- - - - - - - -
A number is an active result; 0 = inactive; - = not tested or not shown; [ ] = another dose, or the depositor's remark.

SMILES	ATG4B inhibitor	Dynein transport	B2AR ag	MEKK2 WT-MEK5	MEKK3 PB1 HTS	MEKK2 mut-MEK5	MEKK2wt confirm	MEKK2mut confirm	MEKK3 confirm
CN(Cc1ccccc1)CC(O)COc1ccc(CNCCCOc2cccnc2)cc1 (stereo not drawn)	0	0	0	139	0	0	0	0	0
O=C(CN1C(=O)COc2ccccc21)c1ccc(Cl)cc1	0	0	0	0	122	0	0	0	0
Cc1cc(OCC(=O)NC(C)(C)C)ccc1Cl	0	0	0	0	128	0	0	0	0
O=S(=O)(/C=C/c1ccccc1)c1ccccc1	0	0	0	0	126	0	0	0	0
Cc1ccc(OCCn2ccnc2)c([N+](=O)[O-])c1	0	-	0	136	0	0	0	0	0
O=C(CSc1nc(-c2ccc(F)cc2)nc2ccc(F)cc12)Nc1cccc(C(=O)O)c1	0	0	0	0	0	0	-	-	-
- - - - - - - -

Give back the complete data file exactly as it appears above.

A number is an active result; 0 = inactive; - = not tested or not shown; [ ] = another dose, or the depositor's remark.

SMILES	ATG4B inhibitor	Dynein transport	B2AR ag	MEKK2 WT-MEK5	MEKK3 PB1 HTS	MEKK2 mut-MEK5	MEKK2wt confirm	MEKK2mut confirm	MEKK3 confirm
CN(Cc1ccccc1)CC(O)COc1ccc(CNCCCOc2cccnc2)cc1 (stereo not drawn)	0	0	0	139	0	0	0	0	0
O=C(CN1C(=O)COc2ccccc21)c1ccc(Cl)cc1	0	0	0	0	122	0	0	0	0
Cc1cc(OCC(=O)NC(C)(C)C)ccc1Cl	0	0	0	0	128	0	0	0	0
O=S(=O)(/C=C/c1ccccc1)c1ccccc1	0	0	0	0	126	0	0	0	0
Cc1ccc(OCCn2ccnc2)c([N+](=O)[O-])c1	0	-	0	136	0	0	0	0	0
O=C(CSc1nc(-c2ccc(F)cc2)nc2ccc(F)cc12)Nc1cccc(C(=O)O)c1	0	0	0	0	0	0	-	-	-